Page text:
Jimmy ran off after him him, calling "I told you to stay where you
were." None of the human characters have stayed where they were when
told (apart from Ian, the living personification of blandness) so why
should the guinea pig be any different?
Valerie notices that Jimmy is missing, and wanders off to look for
him. At the end of a tunnel she finds a statue of a man. And she
screams because it's the cliffhanger.
Sorry, I forgot to add that the previous episode was called "Convoy to
the Moon", beating Roddenberry's "Wagon Train to the Stars" concept by
Episode 2 is called "Spaceship from Nowhere". Now that's a pretty
good title which hasn't dated much. You could imagine it being used
on something like DW nowadays.
Anyway, the episode opens with the reprise of the cliffhanger, re-
enacted rather than replayed from telecine. However, this is followed
by some reused film from last week: the cardboard cutout animation,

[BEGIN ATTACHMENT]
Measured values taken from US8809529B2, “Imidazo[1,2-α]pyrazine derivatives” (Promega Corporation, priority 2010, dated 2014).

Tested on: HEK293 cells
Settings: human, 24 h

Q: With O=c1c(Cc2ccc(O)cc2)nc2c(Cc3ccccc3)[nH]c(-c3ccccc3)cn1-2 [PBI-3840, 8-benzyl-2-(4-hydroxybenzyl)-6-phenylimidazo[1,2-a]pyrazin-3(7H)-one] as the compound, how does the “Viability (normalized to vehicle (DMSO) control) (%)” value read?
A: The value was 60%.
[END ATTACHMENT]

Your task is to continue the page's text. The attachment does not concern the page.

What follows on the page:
this time representing the supply rocket, rather than the main one.
Good job both rockets are totally identical, despite having been
designed for totally different purposes!
There's a lengthy montage sequence showing people around the world
watching or listening to the news about the moon mission. The British
and French are in bars, while the Canadians, Germans and Australians
are doing more wholesome if lonely pursuits. Of course, the show's
recorded-as-if-live approach means these places are all just
represented by one very small set each, in a different corner of the
studio. We don't see the USA or Russia at all, implying nobody in
those countries is interested in news about space research!
Professor Wedgwood is upset when he learns that Henderson has brought
the kids with him. He orders the supply rocket to remain safely in
Earth orbit, while the scientists in the first rocket continue out to
the moon, land, study it, and take off again without any food, fuel or
other supplies. Instead of pointing out the obvious flaw in this
scheme, Henderson and the kids agree, then pretend they can't enter
orbit without risking burning up the rocket in the atmosphere.
All this time, everyone's walking around normally, as if under Earth